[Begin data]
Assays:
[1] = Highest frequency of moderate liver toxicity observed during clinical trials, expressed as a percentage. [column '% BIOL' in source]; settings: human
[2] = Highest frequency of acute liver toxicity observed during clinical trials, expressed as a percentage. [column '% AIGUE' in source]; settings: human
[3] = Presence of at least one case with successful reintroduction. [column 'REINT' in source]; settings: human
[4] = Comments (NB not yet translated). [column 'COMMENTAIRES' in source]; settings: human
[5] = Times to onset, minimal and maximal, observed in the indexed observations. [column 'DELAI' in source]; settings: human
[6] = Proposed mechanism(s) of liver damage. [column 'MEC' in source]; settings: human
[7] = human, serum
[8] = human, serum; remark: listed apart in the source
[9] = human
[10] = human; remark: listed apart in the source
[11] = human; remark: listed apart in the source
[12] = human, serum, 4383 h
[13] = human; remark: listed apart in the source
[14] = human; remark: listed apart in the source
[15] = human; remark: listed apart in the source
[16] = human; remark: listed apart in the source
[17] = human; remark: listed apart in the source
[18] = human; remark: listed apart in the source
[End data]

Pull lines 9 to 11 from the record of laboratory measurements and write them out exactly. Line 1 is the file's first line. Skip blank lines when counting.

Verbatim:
[8] = human, serum; remark: listed apart in the source
[9] = human
[10] = human; remark: listed apart in the source